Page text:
Explain: This phase of the 5 E's helps students explain the concepts they have been exploring. They have opportunities to verbalize their conceptual understanding or to demonstrate new skills or behaviors. This phase also provides opportunities for teachers to introduce formal terms, definitions, and explanations for concepts, processes, skills, or behaviors.
Elaborate: This phase of the 5 E's extends students' conceptual understanding and allows them to practice skills and behaviors. Through new experiences, the learners develop deeper and broader understanding of major concepts, obtain more information about areas of interest, and refine their skills.
Evaluate: This phase of the 5 E's encourages learners to assess their understanding and abilities and lets teachers evaluate students' understanding of key concepts and skill development.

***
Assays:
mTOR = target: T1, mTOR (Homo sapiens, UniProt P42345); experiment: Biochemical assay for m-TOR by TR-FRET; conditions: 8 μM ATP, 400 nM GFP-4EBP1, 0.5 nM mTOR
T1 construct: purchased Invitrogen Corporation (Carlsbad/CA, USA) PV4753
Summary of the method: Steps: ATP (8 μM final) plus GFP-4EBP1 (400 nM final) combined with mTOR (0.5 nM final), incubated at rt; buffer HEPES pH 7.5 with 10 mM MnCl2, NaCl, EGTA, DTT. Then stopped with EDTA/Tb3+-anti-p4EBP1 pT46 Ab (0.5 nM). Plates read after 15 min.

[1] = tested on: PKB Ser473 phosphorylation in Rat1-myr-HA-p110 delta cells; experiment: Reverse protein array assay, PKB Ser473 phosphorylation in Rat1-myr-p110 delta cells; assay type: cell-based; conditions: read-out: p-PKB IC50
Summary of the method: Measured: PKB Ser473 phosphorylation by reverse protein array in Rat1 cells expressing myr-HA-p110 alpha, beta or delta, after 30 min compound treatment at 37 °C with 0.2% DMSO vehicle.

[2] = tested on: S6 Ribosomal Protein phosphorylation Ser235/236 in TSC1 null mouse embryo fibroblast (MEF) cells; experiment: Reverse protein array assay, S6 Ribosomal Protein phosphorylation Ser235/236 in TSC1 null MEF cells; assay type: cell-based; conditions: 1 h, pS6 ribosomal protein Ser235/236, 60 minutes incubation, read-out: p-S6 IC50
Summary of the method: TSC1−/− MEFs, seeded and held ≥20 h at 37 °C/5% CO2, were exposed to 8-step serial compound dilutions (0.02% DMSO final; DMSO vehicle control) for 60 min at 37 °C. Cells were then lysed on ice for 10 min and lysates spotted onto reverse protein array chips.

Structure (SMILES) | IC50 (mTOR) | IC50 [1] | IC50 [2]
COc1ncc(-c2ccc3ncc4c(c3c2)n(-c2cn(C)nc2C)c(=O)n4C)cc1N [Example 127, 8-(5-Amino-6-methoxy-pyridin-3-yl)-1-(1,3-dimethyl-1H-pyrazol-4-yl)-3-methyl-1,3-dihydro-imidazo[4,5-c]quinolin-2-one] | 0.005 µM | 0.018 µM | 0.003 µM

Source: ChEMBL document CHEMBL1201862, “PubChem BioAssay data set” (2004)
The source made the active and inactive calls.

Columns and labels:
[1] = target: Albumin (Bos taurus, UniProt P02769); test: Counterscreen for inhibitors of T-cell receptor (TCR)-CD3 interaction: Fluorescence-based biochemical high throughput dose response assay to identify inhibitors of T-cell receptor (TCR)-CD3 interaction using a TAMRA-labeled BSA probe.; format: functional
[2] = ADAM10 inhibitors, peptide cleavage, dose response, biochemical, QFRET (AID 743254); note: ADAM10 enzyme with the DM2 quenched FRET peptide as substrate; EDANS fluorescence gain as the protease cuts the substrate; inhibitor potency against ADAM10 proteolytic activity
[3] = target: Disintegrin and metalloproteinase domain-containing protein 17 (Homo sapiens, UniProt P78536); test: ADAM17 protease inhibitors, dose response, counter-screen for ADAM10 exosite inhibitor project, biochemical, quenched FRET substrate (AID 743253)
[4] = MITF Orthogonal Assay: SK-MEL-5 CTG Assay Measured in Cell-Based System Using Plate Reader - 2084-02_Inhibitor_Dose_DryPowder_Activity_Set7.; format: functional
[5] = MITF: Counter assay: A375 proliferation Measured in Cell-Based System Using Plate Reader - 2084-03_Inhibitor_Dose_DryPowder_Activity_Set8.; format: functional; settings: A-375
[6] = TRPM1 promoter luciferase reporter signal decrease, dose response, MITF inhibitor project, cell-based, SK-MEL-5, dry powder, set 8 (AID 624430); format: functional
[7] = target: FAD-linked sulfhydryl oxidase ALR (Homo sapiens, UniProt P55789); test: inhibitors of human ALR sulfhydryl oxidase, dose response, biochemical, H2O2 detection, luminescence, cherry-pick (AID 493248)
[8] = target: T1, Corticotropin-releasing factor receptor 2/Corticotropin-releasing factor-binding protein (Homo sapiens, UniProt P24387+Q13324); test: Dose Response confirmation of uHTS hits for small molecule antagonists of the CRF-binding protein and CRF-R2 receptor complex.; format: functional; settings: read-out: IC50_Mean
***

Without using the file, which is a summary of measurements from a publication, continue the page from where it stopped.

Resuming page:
Via Heiko Idensen, Jim Lerman
by Valerie Strauss
Guest Post by Yong Zhao
"China just began a major education reform effort that is aimed at reducing the importance of standardized testing in determining school quality and including factors such as student engagement, boredom, anxiety, and happiness. It also seeks to cut back on the amount of school work students are given. As scholar Yong Zhao notes in the following post, the approach is the opposite of the education reform path in the United States, which in recent years has increased the importance of test scores for accountability purposes.
"Chinese documents explaining the reason for the reform are remarkable, noting that the obsession with test scores “severely hamper student development as a whole person, stunt their healthy growth, and limit opportunities to cultivate social responsibilities, creative spirit, and practical abilities in students.”